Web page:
Many believe Bollywood has suddenly become progressive with women-centric films like Queen, Dear Zindagi, Neerja, Kahaani and English Vinglish, and laud actors like Kangana Ranaut, Alia Bhatt, Sonam Kapoor and Vidya Balan. What they need is a quick rewind. Take, for instance, Vidya Balan. No doubt she is slaying in the latest trailer of Begum Jaan, but once upon a time, even she was shadowed by another face in No One Killed Jessica, one actor who can be credited for unleashing a wave of women empowered plots in Bollywood. We are talking about Rani Mukerji and it is high time we dust our memories and give a standing ovation to he, for taking up challenging roles, in the times when female leads were still considered only beautiful faces to ignite the silver screen.
Rani Mukerji might be enjoying her new phase of life post marriage to Yash Raj Films honcho Aditya Chopra and motherhood, but she deserves every bit of this phase. After all, she has given us enough inspiring films and performances to last a long time. As the Bengali beauty turns 39 today, let’s talk about why she is the true Mardaani of Bollywood.
In a career spanning over two decades, Rani has earned the tag of being the real queen of Bollywood. She might have debuted with Raja Ki Aayegi Baraat, but a closer look at its plot and we realise she already kicked off her Bollywood innings playing a rape victim and putting up a brave fight against crime. She repeated it with Mehndi, which highlighted the menace of dowry. Though both the films failed to do well, it surely gave the trade gurus a hint that Rani had her preferences clear while signing projects.
For the next 4-5 years, Rani also gave a taste of typical Bollywood masala while doing a lot of naach-gana with actors like Salman Khan and Govinda, but that was to gain her footing in the industry, only to arrive with 2002 film Saathiya. A simple contemporary love story about a couple which elopes to get married and ends up facing marital challenges. Rani played a career woman – a doctor. She fought with her family for her love. She did not succumb to the post wedding problems and surely inspired middle-class girls to not forgo their dreams and even stand by their decisions, good or bad. Her onscreen marital woes and the strong stand against all odds, continued in yet another successful film, Chalte Chalte, opposite Shah Rukh Khan.
Once Rani was able to find a place in the A-league of female actors, she began picking performance-backed scripts. Take for instance Hum Tum. More than her love story with Saif Ali Khan, the film traces the journey of Rani who played a widow, but never allowed anyone to pity her. Something similar she did in Baabul too, forcing women to think that it isn’t the end of life, and to discover their inner strength.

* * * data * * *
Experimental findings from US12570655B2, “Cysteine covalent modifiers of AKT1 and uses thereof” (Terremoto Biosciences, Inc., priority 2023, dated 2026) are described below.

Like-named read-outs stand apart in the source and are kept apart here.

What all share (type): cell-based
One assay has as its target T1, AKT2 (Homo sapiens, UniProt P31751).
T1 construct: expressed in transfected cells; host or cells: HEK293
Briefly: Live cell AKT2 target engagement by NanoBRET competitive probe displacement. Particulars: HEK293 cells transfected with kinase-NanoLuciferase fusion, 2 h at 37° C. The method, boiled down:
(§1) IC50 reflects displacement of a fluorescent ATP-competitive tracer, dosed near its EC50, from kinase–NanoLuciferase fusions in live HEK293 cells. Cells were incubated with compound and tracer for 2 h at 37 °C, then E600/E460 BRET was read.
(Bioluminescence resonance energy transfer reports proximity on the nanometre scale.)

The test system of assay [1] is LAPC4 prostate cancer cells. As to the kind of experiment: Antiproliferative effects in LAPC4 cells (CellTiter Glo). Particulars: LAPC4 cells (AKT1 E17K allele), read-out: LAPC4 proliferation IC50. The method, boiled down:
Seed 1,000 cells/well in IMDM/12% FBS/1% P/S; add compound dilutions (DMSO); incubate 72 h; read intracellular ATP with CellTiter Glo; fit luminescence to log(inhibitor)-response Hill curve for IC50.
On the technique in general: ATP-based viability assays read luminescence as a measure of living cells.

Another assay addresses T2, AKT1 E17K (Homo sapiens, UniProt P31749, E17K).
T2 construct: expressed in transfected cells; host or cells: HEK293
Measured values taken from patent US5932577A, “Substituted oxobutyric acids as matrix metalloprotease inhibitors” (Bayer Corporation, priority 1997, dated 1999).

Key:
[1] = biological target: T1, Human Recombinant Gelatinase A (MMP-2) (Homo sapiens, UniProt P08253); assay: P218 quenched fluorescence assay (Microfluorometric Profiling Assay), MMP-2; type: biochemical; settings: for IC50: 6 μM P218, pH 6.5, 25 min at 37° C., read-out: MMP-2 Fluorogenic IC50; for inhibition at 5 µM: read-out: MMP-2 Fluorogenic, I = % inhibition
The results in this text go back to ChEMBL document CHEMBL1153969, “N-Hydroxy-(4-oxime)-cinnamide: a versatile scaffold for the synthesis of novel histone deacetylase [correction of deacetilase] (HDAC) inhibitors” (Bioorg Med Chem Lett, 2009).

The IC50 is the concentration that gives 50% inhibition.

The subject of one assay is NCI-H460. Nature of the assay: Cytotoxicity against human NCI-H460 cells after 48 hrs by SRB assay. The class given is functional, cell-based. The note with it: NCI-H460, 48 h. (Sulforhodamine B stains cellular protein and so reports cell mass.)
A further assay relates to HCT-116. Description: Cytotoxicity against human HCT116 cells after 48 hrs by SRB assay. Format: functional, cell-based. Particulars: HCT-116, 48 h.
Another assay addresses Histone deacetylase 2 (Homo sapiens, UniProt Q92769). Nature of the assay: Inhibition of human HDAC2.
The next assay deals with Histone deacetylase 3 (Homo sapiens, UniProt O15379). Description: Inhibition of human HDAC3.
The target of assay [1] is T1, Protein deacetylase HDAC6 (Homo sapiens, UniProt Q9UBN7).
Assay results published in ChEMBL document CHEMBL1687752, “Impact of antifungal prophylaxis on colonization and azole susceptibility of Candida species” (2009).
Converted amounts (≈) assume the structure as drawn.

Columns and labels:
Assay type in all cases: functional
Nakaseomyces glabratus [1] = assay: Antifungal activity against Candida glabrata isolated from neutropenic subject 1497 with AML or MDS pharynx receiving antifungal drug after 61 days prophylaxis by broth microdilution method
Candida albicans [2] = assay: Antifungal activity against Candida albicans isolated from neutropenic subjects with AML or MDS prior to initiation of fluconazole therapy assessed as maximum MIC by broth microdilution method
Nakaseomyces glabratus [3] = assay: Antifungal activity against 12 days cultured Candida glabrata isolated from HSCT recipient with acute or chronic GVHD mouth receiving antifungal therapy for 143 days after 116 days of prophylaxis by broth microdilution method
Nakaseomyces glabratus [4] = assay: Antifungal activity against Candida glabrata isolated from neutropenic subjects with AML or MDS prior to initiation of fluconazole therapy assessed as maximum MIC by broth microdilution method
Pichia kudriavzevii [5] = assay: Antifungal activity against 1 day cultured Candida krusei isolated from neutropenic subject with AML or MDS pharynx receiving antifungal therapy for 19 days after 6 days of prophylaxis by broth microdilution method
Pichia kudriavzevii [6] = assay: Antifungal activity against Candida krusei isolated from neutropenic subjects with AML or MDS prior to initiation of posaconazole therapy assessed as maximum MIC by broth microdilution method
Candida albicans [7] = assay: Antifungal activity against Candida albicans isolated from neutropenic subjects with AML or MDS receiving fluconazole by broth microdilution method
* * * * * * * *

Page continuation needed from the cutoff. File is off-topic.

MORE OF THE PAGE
Until this time, playing the inexperienced lawyer who eventually gains courage to challenge the system of two nations in Veer-Zaara, came naturally to her. In the film SRK called her ‘ziddi’ in a sweet way. Indeed Rani had become ‘ziddi’ by now, to make her presence felt in films, even if she played a supporting role. Her con-act in Bunty Aur Babli might have been sugar coated with everything vibrant, but at the end of the day, she played a girl, who once again did not mind leaving everything behind to fulfill her dreams.
And just when we thought Rani had become a favourite at all awards ceremonies and in the hearts of her fans, she gave Bollywood a benchmark performance, Black. What she did in this Sanjay Leela Bhansali film was an impossible task. Her blind act gave vision to so many actors and filmmakers to come forward and take up challenging scripts. Yes, she even raised the bar for the audience who just would settle for mediocrity anymore. The number of Best Actor trophies she brought home for Black is a different story all together.
Though a box office failure, but her turban act in Dil Bole Hadippa did remain in our memories for sometime. Then, can we miss her Barkha Dutt type of role in No One Killed Jessica? The no-nonsense journalist was the real driving force in this film based on true facts. Its song “Aali Re” was not just an anthem for her onscreen character, but even the real-life Rani.
Playing a mother who lost her child in front of her eyes isn’t easy. But, there we had Rani once again, doing that convincingly in Talaash. Her gloomy eyes reflected her loss like never before.
By now, all this ‘ziddi’ Rani was left to prove onscreen was that she is Mardaani. And she did that with the bold film where she played Senior Inspector Shivani Shivaji Roy, out to crack an international human trafficking racket. She was unapologetic, fiery, head-strong, yet showed emotions of what mothers are made of. This might have been her last film, before she tied the knot with Aditya Chopra and took a sabbatical from acting, but her fierce act still resonates in our minds.
Rani is set to make her Bollywood comeback after two years, with Hichki, which is being touted as yet another performance driven role. It isn’t surprising that Rani will pick anything but the best and most striking to return to films. We have seen her caliber. We can only call her Bollywood’s true Mardaani, who came, who saw and who conquered, much before the present crop of female actors did.
Here’s wishing Rani Mukerji, a very happy birthday!
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